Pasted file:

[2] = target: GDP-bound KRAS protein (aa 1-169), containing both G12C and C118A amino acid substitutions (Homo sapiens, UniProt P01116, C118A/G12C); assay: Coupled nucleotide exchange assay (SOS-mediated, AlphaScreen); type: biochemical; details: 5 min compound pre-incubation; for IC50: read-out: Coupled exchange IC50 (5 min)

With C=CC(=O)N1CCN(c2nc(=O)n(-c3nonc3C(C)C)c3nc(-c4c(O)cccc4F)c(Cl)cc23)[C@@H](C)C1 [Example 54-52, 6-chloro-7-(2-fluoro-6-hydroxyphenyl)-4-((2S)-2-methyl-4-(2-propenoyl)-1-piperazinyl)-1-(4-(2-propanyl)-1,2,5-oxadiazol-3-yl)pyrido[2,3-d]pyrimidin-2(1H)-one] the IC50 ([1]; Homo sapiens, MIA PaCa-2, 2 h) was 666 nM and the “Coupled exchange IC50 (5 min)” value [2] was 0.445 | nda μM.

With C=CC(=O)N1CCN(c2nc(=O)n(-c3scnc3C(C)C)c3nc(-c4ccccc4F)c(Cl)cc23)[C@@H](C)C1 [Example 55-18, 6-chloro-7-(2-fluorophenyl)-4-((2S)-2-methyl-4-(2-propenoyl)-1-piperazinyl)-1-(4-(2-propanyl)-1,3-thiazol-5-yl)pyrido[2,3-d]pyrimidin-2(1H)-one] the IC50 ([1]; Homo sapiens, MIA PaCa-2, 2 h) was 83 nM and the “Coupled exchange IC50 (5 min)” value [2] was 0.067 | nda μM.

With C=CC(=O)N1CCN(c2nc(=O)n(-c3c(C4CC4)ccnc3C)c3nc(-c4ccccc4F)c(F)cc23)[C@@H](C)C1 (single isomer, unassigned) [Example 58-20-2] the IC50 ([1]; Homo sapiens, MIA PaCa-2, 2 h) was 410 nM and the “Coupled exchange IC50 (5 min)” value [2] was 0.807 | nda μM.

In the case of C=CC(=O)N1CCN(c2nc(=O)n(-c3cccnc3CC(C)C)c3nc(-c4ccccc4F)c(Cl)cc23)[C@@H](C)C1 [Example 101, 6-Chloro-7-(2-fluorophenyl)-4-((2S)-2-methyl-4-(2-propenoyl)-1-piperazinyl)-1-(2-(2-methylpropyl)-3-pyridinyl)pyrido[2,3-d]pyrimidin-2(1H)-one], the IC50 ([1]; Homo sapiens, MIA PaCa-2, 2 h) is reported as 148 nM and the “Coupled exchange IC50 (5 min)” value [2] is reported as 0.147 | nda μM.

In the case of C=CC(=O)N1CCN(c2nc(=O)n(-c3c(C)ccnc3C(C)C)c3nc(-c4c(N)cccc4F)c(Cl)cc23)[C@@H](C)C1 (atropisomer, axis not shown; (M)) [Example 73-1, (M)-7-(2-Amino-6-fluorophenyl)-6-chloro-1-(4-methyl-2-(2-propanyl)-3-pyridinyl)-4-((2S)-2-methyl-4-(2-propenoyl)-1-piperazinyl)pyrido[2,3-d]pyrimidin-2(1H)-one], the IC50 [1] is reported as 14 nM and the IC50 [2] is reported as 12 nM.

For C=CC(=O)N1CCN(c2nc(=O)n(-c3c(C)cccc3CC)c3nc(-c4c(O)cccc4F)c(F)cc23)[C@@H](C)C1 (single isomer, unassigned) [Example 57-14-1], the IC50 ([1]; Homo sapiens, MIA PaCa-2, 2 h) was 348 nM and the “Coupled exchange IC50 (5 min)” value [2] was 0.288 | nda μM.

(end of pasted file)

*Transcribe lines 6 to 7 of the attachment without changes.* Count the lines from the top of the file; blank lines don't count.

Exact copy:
In the case of C=CC(=O)N1CCN(c2nc(=O)n(-c3c(C)ccnc3C(C)C)c3nc(-c4c(N)cccc4F)c(Cl)cc23)[C@@H](C)C1 (atropisomer, axis not shown; (M)) [Example 73-1, (M)-7-(2-Amino-6-fluorophenyl)-6-chloro-1-(4-methyl-2-(2-propanyl)-3-pyridinyl)-4-((2S)-2-methyl-4-(2-propenoyl)-1-piperazinyl)pyrido[2,3-d]pyrimidin-2(1H)-one], the IC50 [1] is reported as 14 nM and the IC50 [2] is reported as 12 nM.

For C=CC(=O)N1CCN(c2nc(=O)n(-c3c(C)cccc3CC)c3nc(-c4c(O)cccc4F)c(F)cc23)[C@@H](C)C1 (single isomer, unassigned) [Example 57-14-1], the IC50 ([1]; Homo sapiens, MIA PaCa-2, 2 h) was 348 nM and the “Coupled exchange IC50 (5 min)” value [2] was 0.288 | nda μM.